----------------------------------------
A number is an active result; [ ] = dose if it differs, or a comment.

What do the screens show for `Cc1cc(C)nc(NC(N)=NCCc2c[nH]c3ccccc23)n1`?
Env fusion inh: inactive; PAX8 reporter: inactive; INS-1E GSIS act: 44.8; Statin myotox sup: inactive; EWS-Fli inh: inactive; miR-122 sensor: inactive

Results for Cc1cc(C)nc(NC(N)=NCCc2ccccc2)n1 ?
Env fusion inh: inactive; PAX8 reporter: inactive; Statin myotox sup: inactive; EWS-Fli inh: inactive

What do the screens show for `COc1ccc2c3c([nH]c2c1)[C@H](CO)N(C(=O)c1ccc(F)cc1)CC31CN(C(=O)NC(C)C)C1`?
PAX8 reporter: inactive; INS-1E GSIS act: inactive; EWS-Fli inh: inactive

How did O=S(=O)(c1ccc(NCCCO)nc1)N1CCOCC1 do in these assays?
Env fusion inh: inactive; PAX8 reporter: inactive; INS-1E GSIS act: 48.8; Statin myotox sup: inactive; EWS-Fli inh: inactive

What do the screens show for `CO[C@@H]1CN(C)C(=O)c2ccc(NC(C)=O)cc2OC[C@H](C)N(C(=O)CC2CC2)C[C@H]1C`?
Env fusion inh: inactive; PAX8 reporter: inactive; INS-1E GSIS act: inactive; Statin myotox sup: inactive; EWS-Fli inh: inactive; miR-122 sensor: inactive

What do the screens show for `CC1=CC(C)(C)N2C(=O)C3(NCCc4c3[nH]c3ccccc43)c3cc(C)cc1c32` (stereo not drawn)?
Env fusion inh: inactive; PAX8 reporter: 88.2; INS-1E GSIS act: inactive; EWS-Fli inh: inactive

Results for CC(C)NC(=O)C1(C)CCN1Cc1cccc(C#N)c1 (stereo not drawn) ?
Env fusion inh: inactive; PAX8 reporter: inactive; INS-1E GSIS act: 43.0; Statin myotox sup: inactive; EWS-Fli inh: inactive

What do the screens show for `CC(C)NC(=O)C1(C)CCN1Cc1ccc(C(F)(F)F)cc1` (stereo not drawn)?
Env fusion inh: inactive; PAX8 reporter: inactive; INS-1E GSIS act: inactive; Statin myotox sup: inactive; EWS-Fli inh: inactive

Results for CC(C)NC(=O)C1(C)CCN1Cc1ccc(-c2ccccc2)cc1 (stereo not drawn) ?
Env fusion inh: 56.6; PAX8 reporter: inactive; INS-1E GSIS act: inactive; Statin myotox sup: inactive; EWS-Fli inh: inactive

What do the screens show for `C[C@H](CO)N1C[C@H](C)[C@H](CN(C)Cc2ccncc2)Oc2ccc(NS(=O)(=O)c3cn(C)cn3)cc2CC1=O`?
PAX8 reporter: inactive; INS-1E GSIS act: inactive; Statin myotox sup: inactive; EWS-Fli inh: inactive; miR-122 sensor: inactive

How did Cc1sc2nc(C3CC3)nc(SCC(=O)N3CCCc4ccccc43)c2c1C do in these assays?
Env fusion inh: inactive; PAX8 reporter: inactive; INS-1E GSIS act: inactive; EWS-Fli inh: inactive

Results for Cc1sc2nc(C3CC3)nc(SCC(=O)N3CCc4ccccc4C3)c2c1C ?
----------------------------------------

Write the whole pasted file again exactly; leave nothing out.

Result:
A number is an active result; [ ] = dose if it differs, or a comment.

What do the screens show for `Cc1cc(C)nc(NC(N)=NCCc2c[nH]c3ccccc23)n1`?
Env fusion inh: inactive; PAX8 reporter: inactive; INS-1E GSIS act: 44.8; Statin myotox sup: inactive; EWS-Fli inh: inactive; miR-122 sensor: inactive

Results for Cc1cc(C)nc(NC(N)=NCCc2ccccc2)n1 ?
Env fusion inh: inactive; PAX8 reporter: inactive; Statin myotox sup: inactive; EWS-Fli inh: inactive

What do the screens show for `COc1ccc2c3c([nH]c2c1)[C@H](CO)N(C(=O)c1ccc(F)cc1)CC31CN(C(=O)NC(C)C)C1`?
PAX8 reporter: inactive; INS-1E GSIS act: inactive; EWS-Fli inh: inactive

How did O=S(=O)(c1ccc(NCCCO)nc1)N1CCOCC1 do in these assays?
Env fusion inh: inactive; PAX8 reporter: inactive; INS-1E GSIS act: 48.8; Statin myotox sup: inactive; EWS-Fli inh: inactive

What do the screens show for `CO[C@@H]1CN(C)C(=O)c2ccc(NC(C)=O)cc2OC[C@H](C)N(C(=O)CC2CC2)C[C@H]1C`?
Env fusion inh: inactive; PAX8 reporter: inactive; INS-1E GSIS act: inactive; Statin myotox sup: inactive; EWS-Fli inh: inactive; miR-122 sensor: inactive

What do the screens show for `CC1=CC(C)(C)N2C(=O)C3(NCCc4c3[nH]c3ccccc43)c3cc(C)cc1c32` (stereo not drawn)?
Env fusion inh: inactive; PAX8 reporter: 88.2; INS-1E GSIS act: inactive; EWS-Fli inh: inactive

Results for CC(C)NC(=O)C1(C)CCN1Cc1cccc(C#N)c1 (stereo not drawn) ?
Env fusion inh: inactive; PAX8 reporter: inactive; INS-1E GSIS act: 43.0; Statin myotox sup: inactive; EWS-Fli inh: inactive

What do the screens show for `CC(C)NC(=O)C1(C)CCN1Cc1ccc(C(F)(F)F)cc1` (stereo not drawn)?
Env fusion inh: inactive; PAX8 reporter: inactive; INS-1E GSIS act: inactive; Statin myotox sup: inactive; EWS-Fli inh: inactive

Results for CC(C)NC(=O)C1(C)CCN1Cc1ccc(-c2ccccc2)cc1 (stereo not drawn) ?
Env fusion inh: 56.6; PAX8 reporter: inactive; INS-1E GSIS act: inactive; Statin myotox sup: inactive; EWS-Fli inh: inactive

What do the screens show for `C[C@H](CO)N1C[C@H](C)[C@H](CN(C)Cc2ccncc2)Oc2ccc(NS(=O)(=O)c3cn(C)cn3)cc2CC1=O`?
PAX8 reporter: inactive; INS-1E GSIS act: inactive; Statin myotox sup: inactive; EWS-Fli inh: inactive; miR-122 sensor: inactive

How did Cc1sc2nc(C3CC3)nc(SCC(=O)N3CCCc4ccccc43)c2c1C do in these assays?
Env fusion inh: inactive; PAX8 reporter: inactive; INS-1E GSIS act: inactive; EWS-Fli inh: inactive

Results for Cc1sc2nc(C3CC3)nc(SCC(=O)N3CCc4ccccc4C3)c2c1C ?